Ameren Missouri has filed a plan with the Federal Energy Regulatory Commission (FERC) ensuring that some 1600 homes at the Lake of the Ozarks are not threatened with removal.
The plan revises the shoreline boundary so that most of the homes are not encroaching onto land that is part of Ameren’s Bagnell Dam hydroelectric project. Concerns were raised in July when FERC ordered that structures may need to be removed if they encroach onto the project’s land.
Ameren Missouri says it plans to file a proposal early next year to resolve the controversy about the status of some homes and other buildings at the Lake of the Ozarks.
The lake is formed by a dam operated by Ameren. Some residents fear that structures built on land belonging to Ameren's hydroelectric project may have to be removed in light of a July decision by the Federal Energy Regulatory Commission.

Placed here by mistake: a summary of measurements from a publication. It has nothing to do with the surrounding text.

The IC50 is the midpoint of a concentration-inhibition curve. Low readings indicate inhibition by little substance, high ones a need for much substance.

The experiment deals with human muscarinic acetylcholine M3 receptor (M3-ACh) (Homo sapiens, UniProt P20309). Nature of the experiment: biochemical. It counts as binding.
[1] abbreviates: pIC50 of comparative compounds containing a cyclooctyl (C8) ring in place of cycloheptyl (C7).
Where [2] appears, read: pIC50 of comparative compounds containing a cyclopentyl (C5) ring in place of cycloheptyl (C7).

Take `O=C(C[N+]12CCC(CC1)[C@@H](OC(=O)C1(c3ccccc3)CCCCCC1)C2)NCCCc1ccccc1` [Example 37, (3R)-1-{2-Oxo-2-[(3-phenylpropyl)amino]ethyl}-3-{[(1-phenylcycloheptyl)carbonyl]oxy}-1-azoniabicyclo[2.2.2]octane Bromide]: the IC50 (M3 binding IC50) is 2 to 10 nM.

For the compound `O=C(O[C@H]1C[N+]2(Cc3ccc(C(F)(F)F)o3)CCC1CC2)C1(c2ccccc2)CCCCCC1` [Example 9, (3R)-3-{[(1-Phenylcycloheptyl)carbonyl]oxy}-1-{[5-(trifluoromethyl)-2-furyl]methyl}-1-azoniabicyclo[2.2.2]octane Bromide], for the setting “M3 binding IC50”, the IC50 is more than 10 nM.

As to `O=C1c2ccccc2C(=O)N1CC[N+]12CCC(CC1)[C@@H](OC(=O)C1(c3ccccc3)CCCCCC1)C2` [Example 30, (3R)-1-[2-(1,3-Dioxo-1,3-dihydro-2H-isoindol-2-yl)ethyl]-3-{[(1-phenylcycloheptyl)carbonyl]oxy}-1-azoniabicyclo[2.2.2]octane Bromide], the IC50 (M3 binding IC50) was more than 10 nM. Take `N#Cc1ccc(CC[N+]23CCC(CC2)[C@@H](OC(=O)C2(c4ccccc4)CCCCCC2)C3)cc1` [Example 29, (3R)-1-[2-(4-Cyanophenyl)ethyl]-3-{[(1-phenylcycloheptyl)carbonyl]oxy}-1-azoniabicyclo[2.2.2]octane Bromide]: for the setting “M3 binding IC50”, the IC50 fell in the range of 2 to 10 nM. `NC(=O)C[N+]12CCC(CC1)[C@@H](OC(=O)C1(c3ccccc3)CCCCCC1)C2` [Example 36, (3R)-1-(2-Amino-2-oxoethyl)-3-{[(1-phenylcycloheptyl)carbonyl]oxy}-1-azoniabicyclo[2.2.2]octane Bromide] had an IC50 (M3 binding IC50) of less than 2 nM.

A ruling from the Federal Energy Regulatory Commission should ease concerns of landowners along the Lake of the Ozarks who were concerned about losing homes that fell within the boundaries of an Ameren hydroelectric project.
Owners of waterfront property at the Lake of the Ozarks are breathing a sigh of relief this morning.
In July, the Federal Energy Regulatory Commission issued an order that many structures built too close to the lake, including homes and apartment and condominium complexes, would have to be removed because they interfered with the operation of Ameren Missouri's Osage hydroelectric operation.
Water samples taken this week from 12 coves at the Lake of the Ozarks did not contain elevated E. Coli levels, but two Missouri beaches will remain closed because of elevated average amounts of the bacteria.
All 12 samples are from coves in the lake's upper region, from the Highway 65 bridge to the Brown Bend area 30 miles down-lake. Renee Bungart with the Department of Natural Resources says the upper-lake testing is part of a 5-year study to examine the Lake of the Ozark's ecological health.